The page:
As a conscientious Solaris administrator, I make every attempt possible to protect my servers from malicious users. This includes disabling all unneeded services, enabling strong password policies, configuring system auditing, enabling strong network defaults, applying system patches and configuring system logging. When I configure system logging, I like to configure the syslogd daemon to log everything to a centralized location. This is typically accomplished by adding an entry similar to the following to /etc/syslog.conf:
Additionally, I like to log each time a user logs into my systems, as well as all attempts to su to another user. To log all su attempts, the file /var/adm/sulog can be created (in recent releases of Solaris, this file is created by default):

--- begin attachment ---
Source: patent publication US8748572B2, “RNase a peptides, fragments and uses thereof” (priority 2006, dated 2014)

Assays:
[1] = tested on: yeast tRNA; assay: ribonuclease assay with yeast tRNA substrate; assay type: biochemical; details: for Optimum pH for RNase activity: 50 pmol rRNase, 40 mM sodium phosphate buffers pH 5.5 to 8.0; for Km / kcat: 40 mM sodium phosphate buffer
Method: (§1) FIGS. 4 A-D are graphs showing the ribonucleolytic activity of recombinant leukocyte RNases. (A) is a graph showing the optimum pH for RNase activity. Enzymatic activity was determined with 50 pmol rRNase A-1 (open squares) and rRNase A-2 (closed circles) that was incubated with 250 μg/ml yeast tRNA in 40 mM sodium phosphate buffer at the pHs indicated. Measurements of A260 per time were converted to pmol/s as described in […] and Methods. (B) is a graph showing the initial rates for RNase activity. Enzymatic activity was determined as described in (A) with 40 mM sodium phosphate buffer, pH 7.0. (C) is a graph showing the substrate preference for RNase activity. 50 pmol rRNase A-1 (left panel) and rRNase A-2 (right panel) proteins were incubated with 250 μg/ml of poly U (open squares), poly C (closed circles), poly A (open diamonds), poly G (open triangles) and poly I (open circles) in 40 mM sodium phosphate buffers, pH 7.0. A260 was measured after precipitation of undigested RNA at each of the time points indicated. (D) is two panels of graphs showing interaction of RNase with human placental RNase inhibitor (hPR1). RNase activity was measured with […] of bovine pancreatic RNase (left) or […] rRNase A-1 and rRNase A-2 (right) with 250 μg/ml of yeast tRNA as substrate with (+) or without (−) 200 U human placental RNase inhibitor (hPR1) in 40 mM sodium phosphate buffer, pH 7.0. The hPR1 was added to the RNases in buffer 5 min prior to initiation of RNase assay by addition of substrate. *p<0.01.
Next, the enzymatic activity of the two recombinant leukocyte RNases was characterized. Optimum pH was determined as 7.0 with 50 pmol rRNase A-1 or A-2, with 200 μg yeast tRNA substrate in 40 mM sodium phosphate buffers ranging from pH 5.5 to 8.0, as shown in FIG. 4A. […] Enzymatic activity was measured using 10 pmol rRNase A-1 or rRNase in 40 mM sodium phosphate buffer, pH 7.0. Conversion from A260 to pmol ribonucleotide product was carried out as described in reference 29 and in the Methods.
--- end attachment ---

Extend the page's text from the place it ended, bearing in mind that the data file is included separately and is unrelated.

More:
$ touch /var/adm/sulog
To log all successful and unsuccessful logins, you will first need to set the variable SYSLOG_FAILED_LOGINS in /etc/default/login to the value 0. Once the variable is adjusted, you will need to create a log file to store the login attempts:
$ touch /var/adm/loginlog
After the log file is created, the auth priority needs to be added to /etc/syslog.conf:
With the loginlog and sulog files in place, it is relativley easy to see who accessed a given system at time X, and who tried to become the super user.